Last night my wife and I had the good fortune to take in Dead & Company at the Garden. After learning more about the Dead through the sheer force of osmosis than most people would get through a lifetime of normal listening, this was the first time that my wife had the chance to see any surviving members of the Grateful Dead play live and we were treated to a great night of music, filled with memorable songs and awesome people.
For those of you who don’t know (if you’re reading this, you’re highly unlikely to fit this description), Dead and Company is Bob Weir, Bill Kreutzmann and Mickey Hart plus John Mayer as the Jerry substitute de juor, Oteil Burbridge on bass and Jeff Chimenti on keys. I know, I know, John Mayer. Get over it – the man is an incredible guitarist and he consistently charged the crowd like no other Jerry fill-in I’ve ever seen. Without him, this night would not have been nearly as good. Sorry.
The boys opened the show (at the ungodly hour of 7:15!) with Jack Straw, and if a show starts with Jack Straw, you know you’re on the right track. This led into New Speedway Boogie – not one of my favorites, but in this day and age, the chorus was cathartic. I’m still singing it this morning. After a heartfelt but basic Althea, I got my pre-show #1 wish when the band played Mississippi Half-Step Uptown Toodeloo. The middle solo section was intense, but after a couple of minutes the band slowed down and spaced out, with Mayer and Bobby standing next to each other and gently playing together, listening intently the whole time. It was a calm, beautiful moment and the crowd was rapt. This led into Big River, just like my favorite Half-Step of all time (from the old Boston Garden on 5/7/77) did. This was a great moment – having listened to that version of Half-Step so many times, I’m used to hearing Big River after it, so it was amazing to hear it that way live. Mind blown.
After Big River came the consensus highlight of the night – Sugaree. Just like with the real Dead, this song became a soloing platform with John Mayer ripping into the song with glee. Things just kept getting better and better the more he soloed, and the crowd got more and more worked up until the tail end came crashing down with a furious charge. The place went bananas, as it should have. This was pure guitar shredding bliss and it led into the set closing Music Never Stopped. Look back at that setlist for a second – could you ask for anything more? The band could have stopped there and we would have left incredibly happy.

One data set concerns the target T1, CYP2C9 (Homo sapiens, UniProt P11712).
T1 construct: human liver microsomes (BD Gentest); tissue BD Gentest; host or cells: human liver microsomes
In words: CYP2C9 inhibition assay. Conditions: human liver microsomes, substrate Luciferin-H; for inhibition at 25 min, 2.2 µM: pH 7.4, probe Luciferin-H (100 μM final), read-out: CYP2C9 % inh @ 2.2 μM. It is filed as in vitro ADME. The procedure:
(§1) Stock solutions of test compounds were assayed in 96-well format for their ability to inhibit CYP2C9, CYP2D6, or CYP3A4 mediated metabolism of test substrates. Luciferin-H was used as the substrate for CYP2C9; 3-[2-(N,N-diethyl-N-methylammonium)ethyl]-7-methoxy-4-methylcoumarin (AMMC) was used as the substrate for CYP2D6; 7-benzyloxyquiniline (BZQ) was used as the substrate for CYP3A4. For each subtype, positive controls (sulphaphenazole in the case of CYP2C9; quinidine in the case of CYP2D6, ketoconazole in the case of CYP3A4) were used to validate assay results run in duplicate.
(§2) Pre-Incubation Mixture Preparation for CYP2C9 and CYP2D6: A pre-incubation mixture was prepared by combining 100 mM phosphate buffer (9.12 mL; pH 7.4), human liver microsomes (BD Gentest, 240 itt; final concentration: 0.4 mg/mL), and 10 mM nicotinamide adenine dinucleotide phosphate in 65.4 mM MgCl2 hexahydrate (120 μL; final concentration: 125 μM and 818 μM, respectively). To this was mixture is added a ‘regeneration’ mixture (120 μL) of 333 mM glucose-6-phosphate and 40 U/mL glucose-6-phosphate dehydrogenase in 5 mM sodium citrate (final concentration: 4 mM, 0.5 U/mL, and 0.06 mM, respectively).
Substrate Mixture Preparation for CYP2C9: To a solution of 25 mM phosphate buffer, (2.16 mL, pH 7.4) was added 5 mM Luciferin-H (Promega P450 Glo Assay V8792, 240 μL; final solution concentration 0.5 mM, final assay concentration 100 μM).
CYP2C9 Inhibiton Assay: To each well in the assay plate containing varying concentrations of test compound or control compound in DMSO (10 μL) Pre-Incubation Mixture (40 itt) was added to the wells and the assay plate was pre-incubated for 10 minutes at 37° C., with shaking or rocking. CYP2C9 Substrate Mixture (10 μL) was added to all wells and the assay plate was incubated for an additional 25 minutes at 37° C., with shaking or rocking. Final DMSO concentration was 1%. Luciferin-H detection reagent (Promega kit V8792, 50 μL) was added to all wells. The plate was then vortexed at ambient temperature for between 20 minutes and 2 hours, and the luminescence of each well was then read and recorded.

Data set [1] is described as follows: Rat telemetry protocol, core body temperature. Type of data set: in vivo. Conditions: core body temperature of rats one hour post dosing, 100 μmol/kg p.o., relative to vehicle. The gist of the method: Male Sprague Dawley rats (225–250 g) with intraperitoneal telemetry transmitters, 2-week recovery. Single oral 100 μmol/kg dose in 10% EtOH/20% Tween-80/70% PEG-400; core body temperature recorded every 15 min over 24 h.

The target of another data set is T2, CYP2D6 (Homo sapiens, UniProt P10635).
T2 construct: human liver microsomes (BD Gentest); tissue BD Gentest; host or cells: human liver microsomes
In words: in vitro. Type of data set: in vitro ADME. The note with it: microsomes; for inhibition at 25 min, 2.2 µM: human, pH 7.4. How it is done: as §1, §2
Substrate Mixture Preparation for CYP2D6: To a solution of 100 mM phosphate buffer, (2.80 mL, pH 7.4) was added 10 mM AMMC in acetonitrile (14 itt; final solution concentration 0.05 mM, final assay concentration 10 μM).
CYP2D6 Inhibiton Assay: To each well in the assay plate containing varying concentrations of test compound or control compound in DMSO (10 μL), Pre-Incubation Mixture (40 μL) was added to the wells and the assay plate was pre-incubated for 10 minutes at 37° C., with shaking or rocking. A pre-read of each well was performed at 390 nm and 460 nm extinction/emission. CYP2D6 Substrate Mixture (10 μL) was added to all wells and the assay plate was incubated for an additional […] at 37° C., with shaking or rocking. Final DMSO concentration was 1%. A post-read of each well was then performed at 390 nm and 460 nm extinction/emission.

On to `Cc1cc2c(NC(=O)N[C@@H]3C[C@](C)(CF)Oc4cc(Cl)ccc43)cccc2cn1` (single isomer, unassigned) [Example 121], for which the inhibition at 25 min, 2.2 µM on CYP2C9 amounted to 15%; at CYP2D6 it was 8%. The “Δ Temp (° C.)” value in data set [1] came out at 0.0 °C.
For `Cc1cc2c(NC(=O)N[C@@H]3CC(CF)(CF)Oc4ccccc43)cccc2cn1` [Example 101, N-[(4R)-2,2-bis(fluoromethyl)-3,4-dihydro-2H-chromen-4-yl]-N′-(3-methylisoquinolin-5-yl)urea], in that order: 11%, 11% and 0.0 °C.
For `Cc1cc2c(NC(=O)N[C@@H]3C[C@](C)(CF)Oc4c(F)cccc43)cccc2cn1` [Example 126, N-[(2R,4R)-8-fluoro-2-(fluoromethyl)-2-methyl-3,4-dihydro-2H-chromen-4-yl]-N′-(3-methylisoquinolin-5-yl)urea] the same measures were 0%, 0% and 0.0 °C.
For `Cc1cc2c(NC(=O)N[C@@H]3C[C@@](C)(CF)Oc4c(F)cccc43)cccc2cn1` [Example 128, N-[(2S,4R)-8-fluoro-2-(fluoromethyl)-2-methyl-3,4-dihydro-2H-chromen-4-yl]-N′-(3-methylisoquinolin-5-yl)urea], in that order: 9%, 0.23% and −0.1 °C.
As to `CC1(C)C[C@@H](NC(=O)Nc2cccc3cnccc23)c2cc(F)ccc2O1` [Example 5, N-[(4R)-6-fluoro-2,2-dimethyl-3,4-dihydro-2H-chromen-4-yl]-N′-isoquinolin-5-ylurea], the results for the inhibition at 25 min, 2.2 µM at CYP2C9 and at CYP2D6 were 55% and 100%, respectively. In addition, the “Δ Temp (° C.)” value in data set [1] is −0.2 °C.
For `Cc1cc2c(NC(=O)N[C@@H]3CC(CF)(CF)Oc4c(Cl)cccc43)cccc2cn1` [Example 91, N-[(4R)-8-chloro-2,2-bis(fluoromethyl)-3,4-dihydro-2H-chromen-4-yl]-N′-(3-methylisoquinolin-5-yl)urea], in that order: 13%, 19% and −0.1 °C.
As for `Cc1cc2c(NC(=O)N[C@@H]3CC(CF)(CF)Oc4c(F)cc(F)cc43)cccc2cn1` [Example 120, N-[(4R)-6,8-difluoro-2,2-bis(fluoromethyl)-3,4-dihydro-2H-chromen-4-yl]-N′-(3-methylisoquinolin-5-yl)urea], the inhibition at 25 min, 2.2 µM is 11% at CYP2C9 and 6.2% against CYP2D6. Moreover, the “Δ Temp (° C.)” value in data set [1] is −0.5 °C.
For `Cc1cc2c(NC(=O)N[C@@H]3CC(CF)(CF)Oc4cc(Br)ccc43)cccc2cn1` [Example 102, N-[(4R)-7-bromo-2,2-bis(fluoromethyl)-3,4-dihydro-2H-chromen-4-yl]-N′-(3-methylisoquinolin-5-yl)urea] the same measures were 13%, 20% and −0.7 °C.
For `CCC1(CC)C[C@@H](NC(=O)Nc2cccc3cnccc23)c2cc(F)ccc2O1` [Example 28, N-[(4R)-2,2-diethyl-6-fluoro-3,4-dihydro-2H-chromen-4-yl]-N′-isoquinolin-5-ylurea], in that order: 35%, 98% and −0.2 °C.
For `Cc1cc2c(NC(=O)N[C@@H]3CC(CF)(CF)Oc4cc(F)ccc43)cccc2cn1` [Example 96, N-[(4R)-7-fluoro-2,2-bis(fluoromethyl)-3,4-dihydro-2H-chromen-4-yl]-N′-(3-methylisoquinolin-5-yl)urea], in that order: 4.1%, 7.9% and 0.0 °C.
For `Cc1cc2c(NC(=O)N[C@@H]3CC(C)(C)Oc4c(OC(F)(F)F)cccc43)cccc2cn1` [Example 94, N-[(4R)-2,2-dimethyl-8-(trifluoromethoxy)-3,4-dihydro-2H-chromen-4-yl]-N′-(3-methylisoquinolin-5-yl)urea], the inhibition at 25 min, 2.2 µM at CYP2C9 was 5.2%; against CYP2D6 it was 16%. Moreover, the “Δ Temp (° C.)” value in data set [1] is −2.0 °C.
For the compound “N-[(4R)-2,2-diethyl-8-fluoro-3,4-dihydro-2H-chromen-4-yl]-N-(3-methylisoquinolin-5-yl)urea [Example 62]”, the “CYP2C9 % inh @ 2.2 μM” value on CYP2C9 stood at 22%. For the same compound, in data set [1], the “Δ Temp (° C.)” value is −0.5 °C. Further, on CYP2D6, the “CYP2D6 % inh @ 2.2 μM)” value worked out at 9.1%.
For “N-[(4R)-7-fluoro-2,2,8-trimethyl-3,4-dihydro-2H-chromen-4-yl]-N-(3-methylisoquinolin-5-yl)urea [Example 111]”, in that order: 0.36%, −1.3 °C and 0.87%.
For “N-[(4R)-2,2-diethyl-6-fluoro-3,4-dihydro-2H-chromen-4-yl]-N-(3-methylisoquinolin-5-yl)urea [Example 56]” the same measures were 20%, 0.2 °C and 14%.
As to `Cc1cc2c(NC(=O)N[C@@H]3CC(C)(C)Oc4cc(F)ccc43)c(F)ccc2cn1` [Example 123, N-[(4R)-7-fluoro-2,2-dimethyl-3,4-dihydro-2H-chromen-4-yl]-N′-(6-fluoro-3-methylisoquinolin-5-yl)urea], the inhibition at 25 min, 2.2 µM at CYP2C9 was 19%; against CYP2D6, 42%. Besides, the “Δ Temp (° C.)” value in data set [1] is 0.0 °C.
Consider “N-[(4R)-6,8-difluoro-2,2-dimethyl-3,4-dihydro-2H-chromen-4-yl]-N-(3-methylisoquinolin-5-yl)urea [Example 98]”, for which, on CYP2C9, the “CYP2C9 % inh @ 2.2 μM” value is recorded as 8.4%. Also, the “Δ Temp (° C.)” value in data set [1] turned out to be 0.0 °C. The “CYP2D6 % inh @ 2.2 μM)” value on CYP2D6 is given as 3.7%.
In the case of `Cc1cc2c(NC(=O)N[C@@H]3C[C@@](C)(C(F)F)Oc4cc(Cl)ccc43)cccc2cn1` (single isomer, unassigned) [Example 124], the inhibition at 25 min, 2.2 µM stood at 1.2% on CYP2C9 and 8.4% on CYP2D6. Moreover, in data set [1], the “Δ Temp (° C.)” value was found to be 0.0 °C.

Of course, we got a second set too, and it led off with another favorite, Scarlet Begonias>Fire on the Mountain. This was a good version, but nothing really special took place. However, a brilliant He’s Gone followed, with peaks and valleys in the right places and long ending jam into, of all things, Viola Lee Blues. The transition between these two songs was great and the band really seized hold of Viola Lee, with Mayer getting to show off his blues chops, much like Jerry used to on those epic, old school versions from the mid sixties.
Things slowed down with Drums and Space. Obviously, this sequence is not everyone’s cup of tea (although one dude in front of us boogied his ass off the whole time). But it is one place where I think the band actually improved things as they went into the 90’s, and by now it’s a brilliant set piece that is so much more than Billy and Mickey banging on random drums. It also works a lot better live than on tape. At one point, Oteil came out and contributed a little bass before going backstage to listen to the rest of the piece. I enjoyed it tremendously.
Space devolved into a Miles Davis modal jam that was very well done and touched more on true jazz (for better or for worse) than the Dead ever did. This led into an impassioned Wharf Rat>The Wheel. I love both of these songs, but with this version of Dead and Company, they tend to drag a little, so while the band’s heart was in the right place, the tempo was in bed. A lot of the audience was sitting by this point, so the boys lit into a fiery (for them) Sugar Magnolia that brought the place to its feet to close the show.
But the band saved the best (as far as my wife is concerned) for the encore – Ripple. This is her favorite Grateful Dead song, and of course, with beginner’s luck, she got it. When those first notes hit, the whole arena erupted into a 20,000 person sing-along that we’ll never forget. It was quite the way to end the show and sent everyone out into the night glowing.
Long story short, Dead and Company knows what they’re doing. They are not a blazing fast band – they are more like the 1976 Grateful Dead on Quaaludes with a flashier guitarist. But they delivered the goods with a great night of awesome tunes and memories we’ll savor forever.
I’ll post the show audio when it appears on the Archive. Till then, happy weekend.
UPDATE: Here’s the audio – good AUD: https://archive.org/details/DeadCo2017-11-17